Since the 1980s, teenagers have returned home from school to play video games, a pastime many parents consider a time-waster. Fast-forward 30 years and youths are now making games in school, in a new form of study that one teacher said is poised to flourish in the coming years.
Al Doyle came to the Dwight School in Manhattan with more than 30 years of teaching experience. But he said he found something unique when he began developing a tripartite curriculum that blends architecture, animation and game design.
"There are some kids – a lot of them tend to be athletes – who just don't enjoy traditional art but have a love and hunger for games, game design and all other kinds of digital media," Doyle says. "I designed this course to cover three areas that generally get neglected in school."
Doyle's classes explore the connective tissue among the three studies. After learning the fundamentals, students create their own games using these concepts. They may choose from several programming platforms, including Beta, Kandu, Flowlab, Unity, Atmosphir, Gamestar Mechanic and Game Maker. Some of these require knowledge of coding; others are almost purely visual.
Through this process of discovery, Doyle often sees students develop a passion that goes beyond the classroom walls.
"When you can get kids so excited about learning that they forget they're in school, and you tap into that natural curiosity, that hunger, that need to know, that's a sweet spot for a teacher, because then it becomes frictionless," Doyle says. "I've taught for 35 years, and I've never seen anything like it."
The class has drawn the attention of local game designers, who have toured the school to show off the games they're working on. Students get hands-on experience with the games and provide feedback. It creates an atmosphere that's a bit like a startup company, Doyle notes. That kind of experience may play directly into their lives beyond high school and can't be learned in many classes, he adds.
Hidden Level Games has been testing its game, Beta, with students at the Dwight School. According to Errol King, the company’s creative director, they have provided critical insight into how to make the game better while learning about how a game is made.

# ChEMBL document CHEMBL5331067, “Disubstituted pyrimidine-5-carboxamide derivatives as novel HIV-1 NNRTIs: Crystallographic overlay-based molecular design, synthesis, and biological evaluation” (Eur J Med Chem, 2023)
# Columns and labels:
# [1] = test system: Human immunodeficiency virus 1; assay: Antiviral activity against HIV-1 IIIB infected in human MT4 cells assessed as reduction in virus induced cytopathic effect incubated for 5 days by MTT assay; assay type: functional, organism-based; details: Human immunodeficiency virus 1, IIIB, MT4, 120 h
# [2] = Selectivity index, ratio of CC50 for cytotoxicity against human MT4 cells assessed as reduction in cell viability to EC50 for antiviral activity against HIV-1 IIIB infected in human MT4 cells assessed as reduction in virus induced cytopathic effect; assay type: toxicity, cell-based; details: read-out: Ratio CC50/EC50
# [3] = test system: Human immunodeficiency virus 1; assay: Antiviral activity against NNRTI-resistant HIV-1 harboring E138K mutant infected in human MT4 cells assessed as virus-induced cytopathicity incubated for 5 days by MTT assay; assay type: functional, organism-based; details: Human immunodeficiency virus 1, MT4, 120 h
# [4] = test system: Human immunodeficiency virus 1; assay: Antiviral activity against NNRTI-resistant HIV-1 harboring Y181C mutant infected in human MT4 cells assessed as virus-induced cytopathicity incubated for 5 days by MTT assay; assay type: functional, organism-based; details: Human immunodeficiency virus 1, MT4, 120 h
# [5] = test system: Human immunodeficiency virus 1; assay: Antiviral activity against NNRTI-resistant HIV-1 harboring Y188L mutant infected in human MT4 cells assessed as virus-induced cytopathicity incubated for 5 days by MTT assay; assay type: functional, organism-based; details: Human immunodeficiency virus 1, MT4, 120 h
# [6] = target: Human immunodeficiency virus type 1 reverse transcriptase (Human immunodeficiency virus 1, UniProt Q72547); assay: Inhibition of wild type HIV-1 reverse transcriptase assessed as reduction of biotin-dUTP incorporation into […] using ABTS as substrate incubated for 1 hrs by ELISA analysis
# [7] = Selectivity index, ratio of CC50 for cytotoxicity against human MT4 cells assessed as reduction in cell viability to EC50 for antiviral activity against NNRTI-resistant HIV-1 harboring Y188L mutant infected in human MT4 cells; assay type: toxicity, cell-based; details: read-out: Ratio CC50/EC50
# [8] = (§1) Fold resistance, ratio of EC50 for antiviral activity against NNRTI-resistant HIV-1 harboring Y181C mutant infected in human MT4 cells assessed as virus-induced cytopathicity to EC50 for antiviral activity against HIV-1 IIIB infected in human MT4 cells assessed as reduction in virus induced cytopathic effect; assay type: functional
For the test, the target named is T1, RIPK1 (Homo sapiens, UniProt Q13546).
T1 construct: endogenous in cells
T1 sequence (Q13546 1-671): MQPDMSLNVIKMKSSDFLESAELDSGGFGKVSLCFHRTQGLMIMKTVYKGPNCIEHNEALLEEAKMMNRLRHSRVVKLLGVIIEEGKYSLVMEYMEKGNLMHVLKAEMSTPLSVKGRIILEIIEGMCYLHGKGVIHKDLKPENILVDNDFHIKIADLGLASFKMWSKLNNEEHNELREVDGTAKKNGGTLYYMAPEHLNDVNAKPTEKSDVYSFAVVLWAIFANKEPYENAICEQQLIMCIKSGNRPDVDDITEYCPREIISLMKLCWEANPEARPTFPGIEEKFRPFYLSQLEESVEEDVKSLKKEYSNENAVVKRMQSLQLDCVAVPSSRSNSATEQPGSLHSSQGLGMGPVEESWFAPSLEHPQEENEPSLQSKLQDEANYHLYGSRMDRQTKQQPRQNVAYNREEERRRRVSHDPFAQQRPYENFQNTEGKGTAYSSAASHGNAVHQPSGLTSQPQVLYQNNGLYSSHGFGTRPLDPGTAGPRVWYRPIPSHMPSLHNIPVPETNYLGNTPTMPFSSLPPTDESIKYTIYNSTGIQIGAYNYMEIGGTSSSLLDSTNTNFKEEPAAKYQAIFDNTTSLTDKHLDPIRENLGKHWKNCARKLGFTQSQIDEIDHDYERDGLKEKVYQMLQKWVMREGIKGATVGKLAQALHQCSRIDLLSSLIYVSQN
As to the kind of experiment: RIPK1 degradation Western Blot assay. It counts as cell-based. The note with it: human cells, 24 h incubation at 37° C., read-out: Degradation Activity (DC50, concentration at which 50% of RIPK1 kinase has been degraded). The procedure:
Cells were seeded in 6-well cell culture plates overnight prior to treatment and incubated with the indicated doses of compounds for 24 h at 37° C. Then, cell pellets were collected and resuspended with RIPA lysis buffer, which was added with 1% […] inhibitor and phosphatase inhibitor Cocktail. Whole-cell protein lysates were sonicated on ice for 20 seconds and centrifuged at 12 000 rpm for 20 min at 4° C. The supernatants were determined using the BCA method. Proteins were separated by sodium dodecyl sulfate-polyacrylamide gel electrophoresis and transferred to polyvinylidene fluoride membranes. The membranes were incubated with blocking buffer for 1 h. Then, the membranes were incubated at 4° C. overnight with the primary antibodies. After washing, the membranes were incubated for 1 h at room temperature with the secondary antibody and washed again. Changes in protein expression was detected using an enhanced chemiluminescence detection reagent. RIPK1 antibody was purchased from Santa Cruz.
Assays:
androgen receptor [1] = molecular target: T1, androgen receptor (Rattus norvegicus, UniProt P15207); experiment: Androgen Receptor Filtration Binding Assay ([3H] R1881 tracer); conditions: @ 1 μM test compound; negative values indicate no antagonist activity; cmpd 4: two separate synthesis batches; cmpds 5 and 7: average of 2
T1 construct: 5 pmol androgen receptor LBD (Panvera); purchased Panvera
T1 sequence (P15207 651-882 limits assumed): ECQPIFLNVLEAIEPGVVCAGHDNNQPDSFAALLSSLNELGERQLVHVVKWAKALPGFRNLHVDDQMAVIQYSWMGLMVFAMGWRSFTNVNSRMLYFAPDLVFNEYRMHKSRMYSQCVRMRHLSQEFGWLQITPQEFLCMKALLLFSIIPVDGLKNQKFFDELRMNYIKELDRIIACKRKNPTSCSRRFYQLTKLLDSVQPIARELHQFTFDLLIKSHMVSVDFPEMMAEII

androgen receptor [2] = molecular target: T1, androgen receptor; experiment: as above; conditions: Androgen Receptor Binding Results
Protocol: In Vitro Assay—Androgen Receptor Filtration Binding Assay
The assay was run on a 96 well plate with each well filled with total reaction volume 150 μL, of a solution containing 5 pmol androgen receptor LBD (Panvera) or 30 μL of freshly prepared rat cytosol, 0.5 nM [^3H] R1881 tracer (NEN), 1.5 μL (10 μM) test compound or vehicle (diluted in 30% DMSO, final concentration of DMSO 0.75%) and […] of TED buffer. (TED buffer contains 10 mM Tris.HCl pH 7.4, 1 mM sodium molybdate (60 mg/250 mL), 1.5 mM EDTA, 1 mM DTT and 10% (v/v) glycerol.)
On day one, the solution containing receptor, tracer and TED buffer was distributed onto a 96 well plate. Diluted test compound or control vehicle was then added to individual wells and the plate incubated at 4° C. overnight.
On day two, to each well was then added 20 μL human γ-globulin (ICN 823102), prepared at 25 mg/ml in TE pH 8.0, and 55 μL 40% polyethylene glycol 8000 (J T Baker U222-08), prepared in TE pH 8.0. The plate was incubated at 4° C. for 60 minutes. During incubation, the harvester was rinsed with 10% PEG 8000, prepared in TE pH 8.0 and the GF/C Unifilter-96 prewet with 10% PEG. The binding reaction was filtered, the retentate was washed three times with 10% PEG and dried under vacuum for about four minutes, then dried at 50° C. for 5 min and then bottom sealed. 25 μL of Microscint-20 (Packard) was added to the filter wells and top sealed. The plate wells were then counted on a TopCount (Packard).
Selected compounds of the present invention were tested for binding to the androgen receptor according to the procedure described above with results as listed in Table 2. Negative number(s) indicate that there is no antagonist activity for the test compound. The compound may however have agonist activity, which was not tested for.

"Students provide invaluable feedback on how to improve Beta," King says. "Many of the recent updates made to Beta are based on gameplay stories told by students. By listening to them, we can accelerate their transition from player to creator."
Alexander Khazaneh, 15, a freshman at the school, said he didn't have a history with video games before coming to Doyle's classes but quickly began appreciating them for their artistry.
"You can make them into an art form," Khazaneh says. "I never really saw that before now. We've been working on Beta, which is a really simple game, but it can be a lot of fun just making very simple art."
Other students in Khazaneh's class, made up of about 20 freshmen, have a wide range of experience with game design. Some are able to use the more robust platform Unity, which is what many modern mobile games are developed on. And some use platforms that build visually, using logic and object placement.
Khazaneh said the class has made him consider game design as a career after high school, where he dreams of an industry that is driven more by fun than by profit.
"Why does money always have to come first?" he asks. "I'd rather people make games that are for the people, not just money."
In the future, Doyle hopes to have students take the next plunge into game design by trying out Oculus Rift, a virtual-reality headset whose development team was recently acquired by Facebook. Doyle sees that as the next frontier and wants teens to get a peek at what's ahead.
He also hopes to tap into New York City’s thriving culture of independent game design by visiting some of the so-called game jams, where game developers gather to work on themed projects over a short period.
"These classes are only going to grow as this art form grows and becomes more prominent," Doyle says. "No one questions the significance of game design anymore."